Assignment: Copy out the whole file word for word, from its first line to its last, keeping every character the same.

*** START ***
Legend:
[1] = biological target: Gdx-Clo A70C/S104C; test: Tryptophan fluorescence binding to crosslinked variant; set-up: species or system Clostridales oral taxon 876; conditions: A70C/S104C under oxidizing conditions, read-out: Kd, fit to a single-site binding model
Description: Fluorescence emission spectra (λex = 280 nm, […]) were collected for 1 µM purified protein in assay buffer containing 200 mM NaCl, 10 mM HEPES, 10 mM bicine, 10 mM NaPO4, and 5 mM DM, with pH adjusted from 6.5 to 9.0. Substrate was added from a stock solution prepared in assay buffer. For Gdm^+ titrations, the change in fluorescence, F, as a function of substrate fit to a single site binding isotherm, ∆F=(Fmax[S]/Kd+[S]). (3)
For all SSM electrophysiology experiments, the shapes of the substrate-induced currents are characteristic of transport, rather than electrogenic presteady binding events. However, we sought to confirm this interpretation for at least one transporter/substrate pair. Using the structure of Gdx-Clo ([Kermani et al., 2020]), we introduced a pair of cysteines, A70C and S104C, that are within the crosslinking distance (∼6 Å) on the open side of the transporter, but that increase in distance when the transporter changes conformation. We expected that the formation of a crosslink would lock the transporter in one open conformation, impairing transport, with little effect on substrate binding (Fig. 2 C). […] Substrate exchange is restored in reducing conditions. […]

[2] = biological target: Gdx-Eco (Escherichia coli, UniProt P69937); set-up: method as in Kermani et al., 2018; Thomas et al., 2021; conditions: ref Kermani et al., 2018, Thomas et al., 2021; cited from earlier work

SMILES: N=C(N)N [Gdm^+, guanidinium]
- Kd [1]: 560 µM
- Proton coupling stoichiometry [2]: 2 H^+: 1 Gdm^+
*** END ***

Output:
Legend:
[1] = biological target: Gdx-Clo A70C/S104C; test: Tryptophan fluorescence binding to crosslinked variant; set-up: species or system Clostridales oral taxon 876; conditions: A70C/S104C under oxidizing conditions, read-out: Kd, fit to a single-site binding model
Description: Fluorescence emission spectra (λex = 280 nm, […]) were collected for 1 µM purified protein in assay buffer containing 200 mM NaCl, 10 mM HEPES, 10 mM bicine, 10 mM NaPO4, and 5 mM DM, with pH adjusted from 6.5 to 9.0. Substrate was added from a stock solution prepared in assay buffer. For Gdm^+ titrations, the change in fluorescence, F, as a function of substrate fit to a single site binding isotherm, ∆F=(Fmax[S]/Kd+[S]). (3)
For all SSM electrophysiology experiments, the shapes of the substrate-induced currents are characteristic of transport, rather than electrogenic presteady binding events. However, we sought to confirm this interpretation for at least one transporter/substrate pair. Using the structure of Gdx-Clo ([Kermani et al., 2020]), we introduced a pair of cysteines, A70C and S104C, that are within the crosslinking distance (∼6 Å) on the open side of the transporter, but that increase in distance when the transporter changes conformation. We expected that the formation of a crosslink would lock the transporter in one open conformation, impairing transport, with little effect on substrate binding (Fig. 2 C). […] Substrate exchange is restored in reducing conditions. […]

[2] = biological target: Gdx-Eco (Escherichia coli, UniProt P69937); set-up: method as in Kermani et al., 2018; Thomas et al., 2021; conditions: ref Kermani et al., 2018, Thomas et al., 2021; cited from earlier work

SMILES: N=C(N)N [Gdm^+, guanidinium]
- Kd [1]: 560 µM
- Proton coupling stoichiometry [2]: 2 H^+: 1 Gdm^+